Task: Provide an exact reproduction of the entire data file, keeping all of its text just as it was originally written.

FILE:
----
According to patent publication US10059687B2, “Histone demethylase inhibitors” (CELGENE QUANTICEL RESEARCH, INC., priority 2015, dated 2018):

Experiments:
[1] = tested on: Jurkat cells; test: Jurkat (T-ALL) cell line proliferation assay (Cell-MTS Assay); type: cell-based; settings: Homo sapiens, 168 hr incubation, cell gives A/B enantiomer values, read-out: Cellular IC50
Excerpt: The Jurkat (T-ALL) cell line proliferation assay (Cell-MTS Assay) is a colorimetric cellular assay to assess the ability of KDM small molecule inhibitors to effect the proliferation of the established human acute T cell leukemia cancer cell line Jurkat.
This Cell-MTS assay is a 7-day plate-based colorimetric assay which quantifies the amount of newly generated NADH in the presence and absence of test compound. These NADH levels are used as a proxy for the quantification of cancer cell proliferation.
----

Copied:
According to patent publication US10059687B2, “Histone demethylase inhibitors” (CELGENE QUANTICEL RESEARCH, INC., priority 2015, dated 2018):

Experiments:
[1] = tested on: Jurkat cells; test: Jurkat (T-ALL) cell line proliferation assay (Cell-MTS Assay); type: cell-based; settings: Homo sapiens, 168 hr incubation, cell gives A/B enantiomer values, read-out: Cellular IC50
Excerpt: The Jurkat (T-ALL) cell line proliferation assay (Cell-MTS Assay) is a colorimetric cellular assay to assess the ability of KDM small molecule inhibitors to effect the proliferation of the established human acute T cell leukemia cancer cell line Jurkat.
This Cell-MTS assay is a 7-day plate-based colorimetric assay which quantifies the amount of newly generated NADH in the presence and absence of test compound. These NADH levels are used as a proxy for the quantification of cancer cell proliferation.